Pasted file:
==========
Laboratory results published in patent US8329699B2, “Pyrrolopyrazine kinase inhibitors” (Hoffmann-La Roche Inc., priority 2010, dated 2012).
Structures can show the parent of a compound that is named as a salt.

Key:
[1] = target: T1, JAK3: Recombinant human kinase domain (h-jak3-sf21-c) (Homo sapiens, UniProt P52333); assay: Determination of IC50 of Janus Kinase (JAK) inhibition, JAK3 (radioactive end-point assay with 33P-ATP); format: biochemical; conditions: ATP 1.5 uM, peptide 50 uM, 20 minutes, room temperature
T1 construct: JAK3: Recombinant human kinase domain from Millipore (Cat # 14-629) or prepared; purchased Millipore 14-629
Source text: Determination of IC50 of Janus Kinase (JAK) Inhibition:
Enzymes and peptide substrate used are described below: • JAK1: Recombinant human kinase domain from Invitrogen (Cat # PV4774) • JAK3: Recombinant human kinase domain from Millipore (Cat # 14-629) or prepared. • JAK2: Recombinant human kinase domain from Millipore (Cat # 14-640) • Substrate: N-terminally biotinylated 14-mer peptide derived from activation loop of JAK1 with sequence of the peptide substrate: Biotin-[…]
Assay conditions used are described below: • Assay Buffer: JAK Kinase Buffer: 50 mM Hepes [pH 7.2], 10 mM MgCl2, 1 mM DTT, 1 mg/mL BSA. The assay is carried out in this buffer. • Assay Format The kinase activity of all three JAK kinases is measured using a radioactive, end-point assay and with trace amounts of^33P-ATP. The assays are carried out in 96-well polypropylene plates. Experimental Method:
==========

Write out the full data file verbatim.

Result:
Laboratory results published in patent US8329699B2, “Pyrrolopyrazine kinase inhibitors” (Hoffmann-La Roche Inc., priority 2010, dated 2012).
Structures can show the parent of a compound that is named as a salt.

Key:
[1] = target: T1, JAK3: Recombinant human kinase domain (h-jak3-sf21-c) (Homo sapiens, UniProt P52333); assay: Determination of IC50 of Janus Kinase (JAK) inhibition, JAK3 (radioactive end-point assay with 33P-ATP); format: biochemical; conditions: ATP 1.5 uM, peptide 50 uM, 20 minutes, room temperature
T1 construct: JAK3: Recombinant human kinase domain from Millipore (Cat # 14-629) or prepared; purchased Millipore 14-629
Source text: Determination of IC50 of Janus Kinase (JAK) Inhibition:
Enzymes and peptide substrate used are described below: • JAK1: Recombinant human kinase domain from Invitrogen (Cat # PV4774) • JAK3: Recombinant human kinase domain from Millipore (Cat # 14-629) or prepared. • JAK2: Recombinant human kinase domain from Millipore (Cat # 14-640) • Substrate: N-terminally biotinylated 14-mer peptide derived from activation loop of JAK1 with sequence of the peptide substrate: Biotin-[…]
Assay conditions used are described below: • Assay Buffer: JAK Kinase Buffer: 50 mM Hepes [pH 7.2], 10 mM MgCl2, 1 mM DTT, 1 mg/mL BSA. The assay is carried out in this buffer. • Assay Format The kinase activity of all three JAK kinases is measured using a radioactive, end-point assay and with trace amounts of^33P-ATP. The assays are carried out in 96-well polypropylene plates. Experimental Method: